Chapter 11: Thief or Saint
It was almost dark as Maliyan entered the large country town, at the bottom of the mountain descent, on her way back home from High. She still had three more hours’ drive but, on seeing the lights shining through the magnificent stained-glass windows of the cathedral, she decided to stop. At one stage, this town had a lot of money and the cathedral was built as a grand, rural monument. It was truly majestic, commanding its own small hill, with its face towards the mountain cliffs.
Mass was finished but the woman at the door said that it would be alright for Maliyan to sit somewhere while they packed up. Maliyan headed straight for the back row, as far away from the straggling congregation as possible. Her footsteps echoed on the long walk to the end of the cathedral. These days, churches are generally closed, except for services, so she was glad to have the opportunity to be inside.
There’s something wrong with that, thought Maliyan. These powerful places of accumulated prayer have healing energy in the air and, here they are, all locked up with no one being able to benefit.
Although she understood the security issues, she felt sure that the churches, themselves, must be sad not to use the many years of prayer, heartbreak, laughter, love, and every other human emotion that is shared with the Divine.
There must be another solution, thought Maliyan. If people could see the energy, they would not lock the buildings up. But they cannot see it and, even if they could, they wouldn’t know what to do with it.
Whenever she had a chance, Maliyan went into empty churches of any denomination. If someone was about, they generally looked at her as if she must be quite saintly. It made Maliyan smile.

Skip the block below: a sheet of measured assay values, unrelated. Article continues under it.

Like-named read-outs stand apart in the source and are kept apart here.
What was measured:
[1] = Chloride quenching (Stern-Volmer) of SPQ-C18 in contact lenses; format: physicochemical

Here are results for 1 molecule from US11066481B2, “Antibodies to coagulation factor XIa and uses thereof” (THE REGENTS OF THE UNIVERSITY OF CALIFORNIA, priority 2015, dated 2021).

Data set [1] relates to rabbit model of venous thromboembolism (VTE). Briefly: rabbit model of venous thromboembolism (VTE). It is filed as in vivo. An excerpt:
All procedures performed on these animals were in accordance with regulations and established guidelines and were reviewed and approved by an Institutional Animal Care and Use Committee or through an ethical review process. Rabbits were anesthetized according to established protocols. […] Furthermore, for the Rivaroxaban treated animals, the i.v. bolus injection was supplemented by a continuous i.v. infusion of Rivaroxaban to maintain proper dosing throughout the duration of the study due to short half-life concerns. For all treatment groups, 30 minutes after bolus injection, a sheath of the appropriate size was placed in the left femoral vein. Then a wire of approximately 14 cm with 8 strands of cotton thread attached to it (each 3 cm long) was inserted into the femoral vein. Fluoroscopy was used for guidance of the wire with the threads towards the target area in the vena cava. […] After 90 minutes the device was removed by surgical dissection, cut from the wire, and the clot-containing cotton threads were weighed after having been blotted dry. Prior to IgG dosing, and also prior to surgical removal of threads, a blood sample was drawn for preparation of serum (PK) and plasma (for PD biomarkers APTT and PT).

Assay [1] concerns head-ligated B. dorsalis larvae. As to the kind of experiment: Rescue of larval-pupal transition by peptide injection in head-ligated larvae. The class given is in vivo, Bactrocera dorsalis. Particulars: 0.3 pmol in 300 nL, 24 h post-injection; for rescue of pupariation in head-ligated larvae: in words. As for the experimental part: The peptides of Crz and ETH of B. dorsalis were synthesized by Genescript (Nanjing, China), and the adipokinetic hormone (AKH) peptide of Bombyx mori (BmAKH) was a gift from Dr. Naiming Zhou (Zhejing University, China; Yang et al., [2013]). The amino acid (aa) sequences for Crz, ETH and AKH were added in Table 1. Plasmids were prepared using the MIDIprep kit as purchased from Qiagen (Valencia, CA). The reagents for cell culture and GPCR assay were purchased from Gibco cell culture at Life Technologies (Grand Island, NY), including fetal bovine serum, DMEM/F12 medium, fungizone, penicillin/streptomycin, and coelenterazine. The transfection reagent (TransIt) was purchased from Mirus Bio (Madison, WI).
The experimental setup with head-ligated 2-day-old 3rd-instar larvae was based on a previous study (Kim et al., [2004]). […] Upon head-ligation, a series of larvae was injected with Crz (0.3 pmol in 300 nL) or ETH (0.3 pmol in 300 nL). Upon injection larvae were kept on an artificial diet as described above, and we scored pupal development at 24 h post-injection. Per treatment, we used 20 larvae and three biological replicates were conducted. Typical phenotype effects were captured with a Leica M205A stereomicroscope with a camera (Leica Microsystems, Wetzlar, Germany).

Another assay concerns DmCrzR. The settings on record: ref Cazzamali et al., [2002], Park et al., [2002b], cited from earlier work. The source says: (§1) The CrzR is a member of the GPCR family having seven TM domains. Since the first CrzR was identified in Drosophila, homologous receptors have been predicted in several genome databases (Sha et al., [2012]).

In reality, she thought, I am sneaking in, like a thief, to steal some energy. It’s a matter of perspective.
Chapter 12: Charity
As soon as Maliyan sat down and looked high above her at the magnificent, wood ceiling and far in front of her at the pristine, marble altar, tears came to her eyes. They were tears brought on by the majesty and pure beauty of it all. She put her hands over her face so that no one could see her. That way, she was free to use the moment in whatever healing way the energy wished to be used, rather than having to worry about other people’s reaction to her.
Predictably, when Maliyan was leaving, the woman at the door, who had probably been watching her, politely tried to engage her in a conversation. The woman, no doubt, assumed that there was something upsetting Maliyan. I guess that’s what happens when you cover your face with your hands and sit on your own, far away from everyone else.
The woman was one of those lovely senior ladies who – having raised her children, been blessed with grandchildren, and graced with a long, positive marriage – dedicates most of her free time to charity work. Such women feel grateful that they have got thus far without some catastrophe, such as a child dying, a traumatic marriage breakup, the loss of a loved family home, or a debilitating illness. Or, if they have had to endure one or more of these sorrows, they are the sort of person to pick themselves up and make something out of the mess; so much so that other people, down the track, wouldn’t know about their past dramas. They always have a gracious and ready smile, wear sensible shoes, and have a cardigan and umbrella on hand in case the weather turns bad. Bless them – where would our communities be without them. They hold the fibre of families, churches, and every imaginable community project together.